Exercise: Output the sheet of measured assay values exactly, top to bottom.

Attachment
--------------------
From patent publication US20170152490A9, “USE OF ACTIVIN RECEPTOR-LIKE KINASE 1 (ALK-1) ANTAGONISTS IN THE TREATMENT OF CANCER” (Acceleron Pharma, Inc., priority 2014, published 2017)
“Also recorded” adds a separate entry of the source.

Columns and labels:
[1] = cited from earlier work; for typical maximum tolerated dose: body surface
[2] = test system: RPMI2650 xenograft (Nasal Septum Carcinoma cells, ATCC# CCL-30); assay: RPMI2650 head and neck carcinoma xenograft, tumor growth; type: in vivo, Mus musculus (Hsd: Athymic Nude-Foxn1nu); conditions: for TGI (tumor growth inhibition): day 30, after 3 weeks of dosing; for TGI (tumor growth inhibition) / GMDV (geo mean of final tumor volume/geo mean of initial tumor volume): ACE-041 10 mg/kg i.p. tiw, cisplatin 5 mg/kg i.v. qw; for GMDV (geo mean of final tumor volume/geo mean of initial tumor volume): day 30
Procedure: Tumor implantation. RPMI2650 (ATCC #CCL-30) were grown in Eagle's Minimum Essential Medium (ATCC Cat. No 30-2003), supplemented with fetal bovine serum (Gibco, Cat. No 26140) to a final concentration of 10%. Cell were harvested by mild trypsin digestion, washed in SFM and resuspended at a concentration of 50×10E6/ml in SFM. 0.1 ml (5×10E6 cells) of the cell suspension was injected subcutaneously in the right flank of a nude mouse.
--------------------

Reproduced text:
From patent publication US20170152490A9, “USE OF ACTIVIN RECEPTOR-LIKE KINASE 1 (ALK-1) ANTAGONISTS IN THE TREATMENT OF CANCER” (Acceleron Pharma, Inc., priority 2014, published 2017)
“Also recorded” adds a separate entry of the source.

Columns and labels:
[1] = cited from earlier work; for typical maximum tolerated dose: body surface
[2] = test system: RPMI2650 xenograft (Nasal Septum Carcinoma cells, ATCC# CCL-30); assay: RPMI2650 head and neck carcinoma xenograft, tumor growth; type: in vivo, Mus musculus (Hsd: Athymic Nude-Foxn1nu); conditions: for TGI (tumor growth inhibition): day 30, after 3 weeks of dosing; for TGI (tumor growth inhibition) / GMDV (geo mean of final tumor volume/geo mean of initial tumor volume): ACE-041 10 mg/kg i.p. tiw, cisplatin 5 mg/kg i.v. qw; for GMDV (geo mean of final tumor volume/geo mean of initial tumor volume): day 30
Procedure: Tumor implantation. RPMI2650 (ATCC #CCL-30) were grown in Eagle's Minimum Essential Medium (ATCC Cat. No 30-2003), supplemented with fetal bovine serum (Gibco, Cat. No 26140) to a final concentration of 10%. Cell were harvested by mild trypsin digestion, washed in SFM and resuspended at a concentration of 50×10E6/ml in SFM. 0.1 ml (5×10E6 cells) of the cell suspension was injected subcutaneously in the right flank of a nude mouse.